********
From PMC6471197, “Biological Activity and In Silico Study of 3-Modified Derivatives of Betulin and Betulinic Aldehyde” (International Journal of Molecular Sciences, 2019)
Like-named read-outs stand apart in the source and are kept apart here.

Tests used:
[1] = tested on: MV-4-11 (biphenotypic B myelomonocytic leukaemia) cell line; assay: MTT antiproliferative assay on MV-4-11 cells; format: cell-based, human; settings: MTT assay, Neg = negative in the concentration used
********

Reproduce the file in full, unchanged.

From PMC6471197, “Biological Activity and In Silico Study of 3-Modified Derivatives of Betulin and Betulinic Aldehyde” (International Journal of Molecular Sciences, 2019)
Like-named read-outs stand apart in the source and are kept apart here.

Tests used:
[1] = tested on: MV-4-11 (biphenotypic B myelomonocytic leukaemia) cell line; assay: MTT antiproliferative assay on MV-4-11 cells; format: cell-based, human; settings: MTT assay, Neg = negative in the concentration used